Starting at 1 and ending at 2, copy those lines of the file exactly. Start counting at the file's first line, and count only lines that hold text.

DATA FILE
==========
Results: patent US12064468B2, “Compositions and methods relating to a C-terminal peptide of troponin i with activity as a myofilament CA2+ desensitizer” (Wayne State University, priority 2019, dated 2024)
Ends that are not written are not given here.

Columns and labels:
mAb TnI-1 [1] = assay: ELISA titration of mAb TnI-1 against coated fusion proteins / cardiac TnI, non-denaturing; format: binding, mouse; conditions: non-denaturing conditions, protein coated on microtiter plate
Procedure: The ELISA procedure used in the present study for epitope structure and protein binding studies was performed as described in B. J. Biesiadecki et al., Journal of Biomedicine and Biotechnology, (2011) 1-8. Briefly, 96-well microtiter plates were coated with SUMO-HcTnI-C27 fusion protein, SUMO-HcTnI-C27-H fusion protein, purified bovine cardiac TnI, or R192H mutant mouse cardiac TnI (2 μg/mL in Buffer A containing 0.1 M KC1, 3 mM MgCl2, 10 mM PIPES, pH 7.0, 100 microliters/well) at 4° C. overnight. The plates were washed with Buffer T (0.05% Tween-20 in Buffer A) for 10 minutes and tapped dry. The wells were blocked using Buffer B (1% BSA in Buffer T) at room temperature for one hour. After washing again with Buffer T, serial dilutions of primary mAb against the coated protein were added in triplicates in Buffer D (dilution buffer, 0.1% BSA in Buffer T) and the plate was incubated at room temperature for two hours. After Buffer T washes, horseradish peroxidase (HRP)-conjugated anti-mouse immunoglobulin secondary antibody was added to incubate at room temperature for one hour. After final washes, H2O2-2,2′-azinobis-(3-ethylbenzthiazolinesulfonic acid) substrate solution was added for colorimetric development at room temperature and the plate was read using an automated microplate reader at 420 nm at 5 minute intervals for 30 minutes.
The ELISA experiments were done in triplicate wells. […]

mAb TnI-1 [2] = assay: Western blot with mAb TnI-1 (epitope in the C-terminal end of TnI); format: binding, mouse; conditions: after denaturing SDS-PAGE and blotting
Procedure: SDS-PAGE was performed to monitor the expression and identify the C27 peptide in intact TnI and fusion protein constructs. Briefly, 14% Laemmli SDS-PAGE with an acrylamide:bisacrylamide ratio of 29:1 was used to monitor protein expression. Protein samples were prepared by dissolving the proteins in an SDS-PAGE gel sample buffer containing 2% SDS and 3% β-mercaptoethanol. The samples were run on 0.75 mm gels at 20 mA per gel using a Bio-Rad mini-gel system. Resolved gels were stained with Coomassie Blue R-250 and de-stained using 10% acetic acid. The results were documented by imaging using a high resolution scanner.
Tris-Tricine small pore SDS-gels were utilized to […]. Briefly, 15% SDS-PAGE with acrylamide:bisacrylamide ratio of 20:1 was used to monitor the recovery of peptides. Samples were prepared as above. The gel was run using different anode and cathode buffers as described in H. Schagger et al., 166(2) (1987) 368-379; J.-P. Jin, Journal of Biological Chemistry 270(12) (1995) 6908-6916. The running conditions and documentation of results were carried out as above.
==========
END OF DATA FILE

Results: patent US12064468B2, “Compositions and methods relating to a C-terminal peptide of troponin i with activity as a myofilament CA2+ desensitizer” (Wayne State University, priority 2019, dated 2024)
Ends that are not written are not given here.